Backpackers have returned to Australia in force and farmers are happy with the boost to the rural workforce.  

It’s come as a relief for Tasmanian raspberry farmer Richard Clark, who has seen a cool, wet spring delay his berry harvest this season.

“It’s a very condensed season, so there are a lot of berries in a very short amount of time, requiring a lot of people,” he said.

The number of working holiday visa holders has started to build since Australia reopened its international borders in December 2021, helping fill the estimated 172,000 worker shortfall in the food supply chain.

A total of 135,000 Working Holiday Maker (WHM) visa holders arrived in Australia in 2022, according to the Department of Home Affairs.

Since early December, 24,000 WHM visas have been granted, with many visa holders yet to arrive.

Backpackers picking raspberries.
Backpackers picking raspberries at Westerway in the Derwent Valley.(ABC News: Maren Preuss)

“As of December 30, 2022, there are nearly 73,900 WHM visa holders offshore who can travel to Australia,” a department spokesperson said.

“The median processing times for WHM visas is currently less than one day.”

Mr Clark said international travellers complemented the local workforce.

“Without that surge of backpackers in the peak, critical period, fruit goes on the ground,” he said.

A farmer wearing a broad brimmed hat standing in front of bushes.
Raspberry farmer Richard Clark is relieved that international backpackers have returned.(ABC News: Maren Preuss)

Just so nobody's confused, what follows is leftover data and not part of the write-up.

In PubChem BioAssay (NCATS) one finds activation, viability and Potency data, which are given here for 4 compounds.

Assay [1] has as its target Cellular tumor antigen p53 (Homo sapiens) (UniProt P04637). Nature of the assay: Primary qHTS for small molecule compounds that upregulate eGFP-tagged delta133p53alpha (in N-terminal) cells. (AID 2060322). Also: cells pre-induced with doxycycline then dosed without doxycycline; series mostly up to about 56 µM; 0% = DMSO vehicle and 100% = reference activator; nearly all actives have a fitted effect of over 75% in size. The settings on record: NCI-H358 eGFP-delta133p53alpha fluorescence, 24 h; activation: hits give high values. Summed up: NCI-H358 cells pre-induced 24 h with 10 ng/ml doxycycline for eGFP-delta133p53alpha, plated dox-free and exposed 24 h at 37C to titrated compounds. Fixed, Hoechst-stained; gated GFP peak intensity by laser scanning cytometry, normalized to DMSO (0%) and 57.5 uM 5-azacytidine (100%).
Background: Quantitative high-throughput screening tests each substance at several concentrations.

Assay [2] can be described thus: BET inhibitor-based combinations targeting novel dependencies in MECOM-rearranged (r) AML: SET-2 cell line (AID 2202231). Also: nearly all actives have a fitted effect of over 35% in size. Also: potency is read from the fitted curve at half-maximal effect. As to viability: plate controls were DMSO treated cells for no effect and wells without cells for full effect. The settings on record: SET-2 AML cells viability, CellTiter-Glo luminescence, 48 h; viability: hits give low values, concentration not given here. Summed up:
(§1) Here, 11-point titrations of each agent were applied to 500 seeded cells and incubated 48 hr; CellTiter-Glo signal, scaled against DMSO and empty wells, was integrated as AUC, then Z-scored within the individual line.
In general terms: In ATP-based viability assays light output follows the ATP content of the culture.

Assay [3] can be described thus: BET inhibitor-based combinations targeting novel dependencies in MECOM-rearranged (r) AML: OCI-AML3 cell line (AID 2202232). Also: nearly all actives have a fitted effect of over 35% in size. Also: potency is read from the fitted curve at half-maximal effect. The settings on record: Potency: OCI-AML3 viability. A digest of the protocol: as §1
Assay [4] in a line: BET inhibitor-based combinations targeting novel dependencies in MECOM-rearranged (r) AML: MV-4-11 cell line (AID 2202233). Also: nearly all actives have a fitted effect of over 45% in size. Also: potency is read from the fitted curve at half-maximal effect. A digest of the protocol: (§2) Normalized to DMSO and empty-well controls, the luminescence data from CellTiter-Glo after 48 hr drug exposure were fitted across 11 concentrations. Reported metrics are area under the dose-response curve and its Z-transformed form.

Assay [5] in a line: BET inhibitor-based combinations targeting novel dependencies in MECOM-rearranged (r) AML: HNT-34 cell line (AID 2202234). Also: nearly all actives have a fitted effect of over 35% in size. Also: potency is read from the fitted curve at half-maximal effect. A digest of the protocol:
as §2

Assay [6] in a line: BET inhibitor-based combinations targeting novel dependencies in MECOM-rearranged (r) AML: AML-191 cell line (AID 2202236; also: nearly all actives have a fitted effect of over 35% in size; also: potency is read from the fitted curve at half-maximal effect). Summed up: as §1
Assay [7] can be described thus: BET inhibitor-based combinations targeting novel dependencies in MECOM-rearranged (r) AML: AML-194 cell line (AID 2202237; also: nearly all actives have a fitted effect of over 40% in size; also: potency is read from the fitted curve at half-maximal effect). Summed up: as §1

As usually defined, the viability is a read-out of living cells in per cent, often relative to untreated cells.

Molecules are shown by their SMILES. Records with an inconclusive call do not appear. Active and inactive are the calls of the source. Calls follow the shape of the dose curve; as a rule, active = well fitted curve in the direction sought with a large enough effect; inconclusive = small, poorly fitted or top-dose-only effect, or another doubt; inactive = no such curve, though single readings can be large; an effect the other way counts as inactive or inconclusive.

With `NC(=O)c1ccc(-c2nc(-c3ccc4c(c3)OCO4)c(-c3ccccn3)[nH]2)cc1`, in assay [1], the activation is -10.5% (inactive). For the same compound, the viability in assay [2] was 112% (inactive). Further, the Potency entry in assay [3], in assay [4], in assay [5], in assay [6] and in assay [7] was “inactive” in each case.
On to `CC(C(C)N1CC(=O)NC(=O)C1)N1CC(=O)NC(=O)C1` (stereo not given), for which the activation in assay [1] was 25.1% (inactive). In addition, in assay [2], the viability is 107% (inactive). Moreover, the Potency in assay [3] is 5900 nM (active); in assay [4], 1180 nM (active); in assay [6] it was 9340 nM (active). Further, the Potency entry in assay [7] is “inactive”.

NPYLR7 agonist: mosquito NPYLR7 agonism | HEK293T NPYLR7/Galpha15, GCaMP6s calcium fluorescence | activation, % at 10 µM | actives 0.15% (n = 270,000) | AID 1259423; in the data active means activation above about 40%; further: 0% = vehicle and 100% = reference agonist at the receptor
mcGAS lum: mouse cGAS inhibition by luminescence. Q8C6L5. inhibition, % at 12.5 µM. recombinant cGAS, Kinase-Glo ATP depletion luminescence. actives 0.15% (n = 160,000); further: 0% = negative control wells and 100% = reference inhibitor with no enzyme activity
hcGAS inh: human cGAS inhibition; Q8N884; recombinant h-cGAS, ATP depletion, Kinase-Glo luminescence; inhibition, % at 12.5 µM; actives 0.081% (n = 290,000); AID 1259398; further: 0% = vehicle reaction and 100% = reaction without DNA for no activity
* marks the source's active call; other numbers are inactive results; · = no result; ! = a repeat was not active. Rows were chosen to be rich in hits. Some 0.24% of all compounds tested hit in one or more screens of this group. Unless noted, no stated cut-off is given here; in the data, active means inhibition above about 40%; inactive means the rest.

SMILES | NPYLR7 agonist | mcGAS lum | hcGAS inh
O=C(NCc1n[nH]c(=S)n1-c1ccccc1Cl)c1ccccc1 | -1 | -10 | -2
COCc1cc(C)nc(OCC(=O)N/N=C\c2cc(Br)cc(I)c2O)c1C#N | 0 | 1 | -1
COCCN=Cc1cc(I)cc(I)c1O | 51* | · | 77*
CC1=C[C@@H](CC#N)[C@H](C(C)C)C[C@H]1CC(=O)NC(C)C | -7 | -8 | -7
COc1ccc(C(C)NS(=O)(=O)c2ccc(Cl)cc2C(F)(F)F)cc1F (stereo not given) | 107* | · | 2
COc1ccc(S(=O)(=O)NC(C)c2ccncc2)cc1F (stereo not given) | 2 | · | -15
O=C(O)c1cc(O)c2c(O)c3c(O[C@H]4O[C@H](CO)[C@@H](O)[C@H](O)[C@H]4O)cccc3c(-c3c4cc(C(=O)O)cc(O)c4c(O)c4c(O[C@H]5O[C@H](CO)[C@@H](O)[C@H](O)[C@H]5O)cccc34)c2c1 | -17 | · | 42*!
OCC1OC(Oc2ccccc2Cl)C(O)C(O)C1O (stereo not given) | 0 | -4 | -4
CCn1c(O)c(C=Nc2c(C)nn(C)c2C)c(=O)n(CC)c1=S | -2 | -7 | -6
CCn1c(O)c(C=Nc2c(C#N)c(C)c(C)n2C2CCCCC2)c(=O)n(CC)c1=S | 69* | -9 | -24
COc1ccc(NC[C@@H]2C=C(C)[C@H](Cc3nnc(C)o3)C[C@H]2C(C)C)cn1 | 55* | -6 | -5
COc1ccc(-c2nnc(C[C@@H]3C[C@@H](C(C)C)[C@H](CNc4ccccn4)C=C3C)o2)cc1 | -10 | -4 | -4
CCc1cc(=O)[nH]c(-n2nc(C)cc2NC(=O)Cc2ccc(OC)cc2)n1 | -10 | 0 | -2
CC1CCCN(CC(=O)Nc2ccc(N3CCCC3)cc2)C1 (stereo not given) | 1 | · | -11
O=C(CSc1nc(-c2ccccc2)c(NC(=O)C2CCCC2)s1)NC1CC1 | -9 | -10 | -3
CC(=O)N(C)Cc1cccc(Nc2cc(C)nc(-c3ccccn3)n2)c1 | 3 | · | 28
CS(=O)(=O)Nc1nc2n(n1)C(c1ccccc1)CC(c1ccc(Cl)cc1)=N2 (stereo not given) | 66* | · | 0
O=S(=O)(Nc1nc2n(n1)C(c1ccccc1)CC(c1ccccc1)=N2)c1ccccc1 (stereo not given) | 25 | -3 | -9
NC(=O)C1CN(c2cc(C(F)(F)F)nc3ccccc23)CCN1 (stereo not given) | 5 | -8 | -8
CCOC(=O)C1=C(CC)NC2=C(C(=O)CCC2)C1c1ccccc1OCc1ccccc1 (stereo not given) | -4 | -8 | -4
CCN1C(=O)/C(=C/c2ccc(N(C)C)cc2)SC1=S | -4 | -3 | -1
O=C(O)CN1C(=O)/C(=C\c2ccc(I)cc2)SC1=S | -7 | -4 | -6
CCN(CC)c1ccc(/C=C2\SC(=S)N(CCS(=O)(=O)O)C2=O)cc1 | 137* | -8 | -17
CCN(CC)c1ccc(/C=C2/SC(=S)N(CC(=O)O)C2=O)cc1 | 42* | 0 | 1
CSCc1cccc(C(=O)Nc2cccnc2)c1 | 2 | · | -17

That was almost the case during the pandemic, when the farm managed harvests without backpackers — but only just.

“It was incredibly difficult to find enough people who were efficient, productive and farm-fit to do the work that was required during COVID,” Mr Clark said.

From Tokyo to rural Tasmania

Japanese backpacker Beniaka Miyamoto said she was glad Australia had opened up to international travellers.

She has been in the country for seven months and arrived in the berry-growing region of Westerway in the Derwent Valley, 70 kilometres west of Hobart, after a stint on farms on Queensland’s Sunshine Coast.

A woman is picking berries, wearing a hat and gloves.
Backpacker Beniaka Miyamoto from Tokyo is enjoying living and working in the country.(ABC News: Maren Preuss)

“My friends said Tasmania is very good for a farm job because it’s good money,” Ms Miyamoto said.

“I googled, and Google says there is very good air here, people are kind, and it’s peaceful.”

Ms Miyamoto planned on applying for a second working holiday visa and needed to fulfil a visa requirement to work 88 days in a rural or regional area.

With accommodation tight in many Australian regions, labour hire organisers and social media pages are reporting that backpackers want accommodation on-farm or nearby.

International backpackers need housing

Belle Binder runs a labour-hire firm in Devonport in North West Tasmania that specialises in agriculture.

A woman with brown hair, wearing red and white flannelette shirt, standing in front of a tree
Belle Binder runs a labour-hire firm in Devonport specialising in agriculture.(Supplied: Left Field)

She said she had welcomed a lot of backpackers over the past month and needed more for the vegetable and fruit harvests in her region.

“I’ve dedicated a lot of time to networking and finding people in groups so then we can partner a little bit because we’ve got the work there, we’ve got the workers wanting to work, it’s just a matter of finding accommodation close by,” Ms Binder said.

“It’s not something I’ve really had to worry about before.

“I put myself in backpackers’ shoes. They’re in a foreign country, they don’t have any local information … so we’re trying to go above and beyond.”

Finding a place to stay 

A woman in raspberry patch picking fruit, smiles.
Backpacker Beniaka Miyamoto picking raspberries.(ABC News: Maren Preuss)

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